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‘Pineapple’ – Homecoming season 1 episode 2 review

Nothing gets any clearer but Homecoming’s opacity remains compelling

Serial

I’ve a rule that rarely does me a disservice. In a show like Homecoming, the character who appears to lose their mind – shouting about sinister, paranoid plots and how everything isn’t what it seems – tends to be the one worth listening to. But it’s also usually the one who speaks up who has to be silenced. I’ve been known to be wrong on occasion, but I’m fairly confident that Specialist Joseph Shrier isn’t long for the land of the living.

“I wish I had a roommate who played harmonica constantly” said nobody ever

If Homecoming was reticent about revealing anything in its season premiere, it’s downright uncooperative here. If anyone does understand what’s going on, it’s Colin, but he’s not about to indulge us either. What information we do get, doesn’t really seem to move anything forward; instead, it causes hesitation and wheel-spinning. Heidi’s off-the-cuff conversation with her mother (a typically excellent Sissy Spacek) reveals she’s likely been lying to herself as much as she is to Carrasco. Carrasco himself finds Walter’s mother as reluctant to speak to him as Heidi was, but she does react to Heidi’s name, leaving him stuck between two options: close the case or escalate it. Everyone he’s spoken to says there’s nothing going on, but Carrasco’s hunch won’t let him accept that at face value.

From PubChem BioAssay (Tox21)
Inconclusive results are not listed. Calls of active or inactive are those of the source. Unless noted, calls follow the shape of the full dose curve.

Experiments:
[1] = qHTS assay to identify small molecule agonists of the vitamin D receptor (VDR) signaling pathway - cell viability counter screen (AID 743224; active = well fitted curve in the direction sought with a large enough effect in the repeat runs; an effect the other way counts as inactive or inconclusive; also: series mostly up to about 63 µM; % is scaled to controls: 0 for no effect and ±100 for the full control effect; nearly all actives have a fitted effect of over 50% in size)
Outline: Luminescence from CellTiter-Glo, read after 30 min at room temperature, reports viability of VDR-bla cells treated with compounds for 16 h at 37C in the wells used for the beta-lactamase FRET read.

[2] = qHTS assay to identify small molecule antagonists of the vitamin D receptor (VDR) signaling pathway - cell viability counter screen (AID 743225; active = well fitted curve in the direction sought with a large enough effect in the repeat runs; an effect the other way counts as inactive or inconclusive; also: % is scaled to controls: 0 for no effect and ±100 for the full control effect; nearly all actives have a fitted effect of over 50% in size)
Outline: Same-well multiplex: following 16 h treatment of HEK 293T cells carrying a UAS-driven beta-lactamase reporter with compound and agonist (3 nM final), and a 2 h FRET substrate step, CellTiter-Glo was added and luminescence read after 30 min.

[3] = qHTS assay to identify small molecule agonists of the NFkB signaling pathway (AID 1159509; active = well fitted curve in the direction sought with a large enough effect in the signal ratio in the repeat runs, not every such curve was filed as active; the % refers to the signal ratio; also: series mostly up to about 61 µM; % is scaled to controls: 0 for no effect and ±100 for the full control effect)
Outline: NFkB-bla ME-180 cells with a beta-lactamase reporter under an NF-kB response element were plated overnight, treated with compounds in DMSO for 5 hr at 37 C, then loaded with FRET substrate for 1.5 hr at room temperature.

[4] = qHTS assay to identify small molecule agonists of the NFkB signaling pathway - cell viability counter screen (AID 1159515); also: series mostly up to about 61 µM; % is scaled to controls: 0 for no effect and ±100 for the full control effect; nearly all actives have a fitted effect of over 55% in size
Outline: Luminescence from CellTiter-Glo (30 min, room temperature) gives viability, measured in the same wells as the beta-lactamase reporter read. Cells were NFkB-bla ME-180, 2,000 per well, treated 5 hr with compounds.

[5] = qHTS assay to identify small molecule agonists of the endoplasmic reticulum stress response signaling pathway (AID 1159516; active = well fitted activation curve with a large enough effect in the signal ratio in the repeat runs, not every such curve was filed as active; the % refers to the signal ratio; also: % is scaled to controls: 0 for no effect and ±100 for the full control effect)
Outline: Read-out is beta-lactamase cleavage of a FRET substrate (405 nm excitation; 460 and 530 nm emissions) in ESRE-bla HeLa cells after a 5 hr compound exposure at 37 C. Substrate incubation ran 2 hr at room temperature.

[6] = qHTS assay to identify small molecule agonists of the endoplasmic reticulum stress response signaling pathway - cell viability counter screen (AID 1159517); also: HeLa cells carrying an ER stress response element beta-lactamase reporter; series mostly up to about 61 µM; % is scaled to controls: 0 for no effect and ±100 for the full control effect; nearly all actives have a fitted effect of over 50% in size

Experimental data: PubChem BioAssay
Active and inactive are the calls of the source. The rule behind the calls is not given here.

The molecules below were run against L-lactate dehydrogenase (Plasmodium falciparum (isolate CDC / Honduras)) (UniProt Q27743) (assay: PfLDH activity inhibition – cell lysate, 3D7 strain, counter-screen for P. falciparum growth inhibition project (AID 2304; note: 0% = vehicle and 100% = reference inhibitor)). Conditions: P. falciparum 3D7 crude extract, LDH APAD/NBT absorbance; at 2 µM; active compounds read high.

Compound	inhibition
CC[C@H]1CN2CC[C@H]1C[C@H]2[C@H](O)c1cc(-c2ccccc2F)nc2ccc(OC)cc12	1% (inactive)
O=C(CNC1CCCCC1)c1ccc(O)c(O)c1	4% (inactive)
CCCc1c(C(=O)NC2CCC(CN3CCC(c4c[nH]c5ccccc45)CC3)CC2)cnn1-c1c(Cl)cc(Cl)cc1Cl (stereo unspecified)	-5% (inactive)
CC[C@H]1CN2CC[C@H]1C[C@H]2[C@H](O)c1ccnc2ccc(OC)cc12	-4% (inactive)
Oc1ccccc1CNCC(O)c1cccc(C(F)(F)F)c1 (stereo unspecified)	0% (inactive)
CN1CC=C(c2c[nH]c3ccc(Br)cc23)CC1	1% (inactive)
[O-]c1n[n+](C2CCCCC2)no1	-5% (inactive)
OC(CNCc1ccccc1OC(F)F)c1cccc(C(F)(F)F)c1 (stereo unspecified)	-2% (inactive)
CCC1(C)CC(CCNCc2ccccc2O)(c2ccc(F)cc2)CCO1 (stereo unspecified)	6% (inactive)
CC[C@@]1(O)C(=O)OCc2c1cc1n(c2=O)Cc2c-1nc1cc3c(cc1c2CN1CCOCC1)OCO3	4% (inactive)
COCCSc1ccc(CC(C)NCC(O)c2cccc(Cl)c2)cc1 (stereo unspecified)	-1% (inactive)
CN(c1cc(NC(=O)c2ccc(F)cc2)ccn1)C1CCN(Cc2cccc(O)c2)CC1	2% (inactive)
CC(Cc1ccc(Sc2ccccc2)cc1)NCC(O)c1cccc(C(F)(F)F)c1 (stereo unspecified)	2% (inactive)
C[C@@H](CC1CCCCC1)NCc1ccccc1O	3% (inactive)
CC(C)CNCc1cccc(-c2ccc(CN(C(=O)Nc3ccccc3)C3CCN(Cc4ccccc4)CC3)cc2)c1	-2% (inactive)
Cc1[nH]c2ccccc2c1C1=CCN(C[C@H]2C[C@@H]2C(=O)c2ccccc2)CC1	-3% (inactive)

Cruz, Shrier and the troublesome fruit plate

Shrier has more than a hunch. He’s convinced the facility isn’t what it seems, even down its location. Sure, they said it’s in Florida, but what confirms that, beyond the pineapples and palm trees? They also said that anyone can leave anytime they want, but Shrier’s episode and the subsequent locked door only confirms that as a lie. Shrier’s constant harmonica playing is a nice touch, a suggestion that he knows they’re in a prison, even if nobody else will accept it. A potential issue for Colin, Heidi and everyone else behind the Homecoming Transitional Support Centre is that people like Shrier and Cruz have been through hell together and have built a foundation of trust that isn’t easily shaken.

Sissy Spacek bumps the ridiculously great cast up another notch as Julia Roberts’ mother

Roberts is excellent again this week. She plays Heidi with an unassuming charm that is rare for an A-list talent. She’s exactly the kind of person you’d open up to, which is probably why Colin has put her in such an important position. Major platitudes have to go to Jeremy Allen White as Shrier. White judges Shrier’s slide towards a paranoid outburst perfectly, delicately balancing the aggression and vulnerability that come with PTSD.

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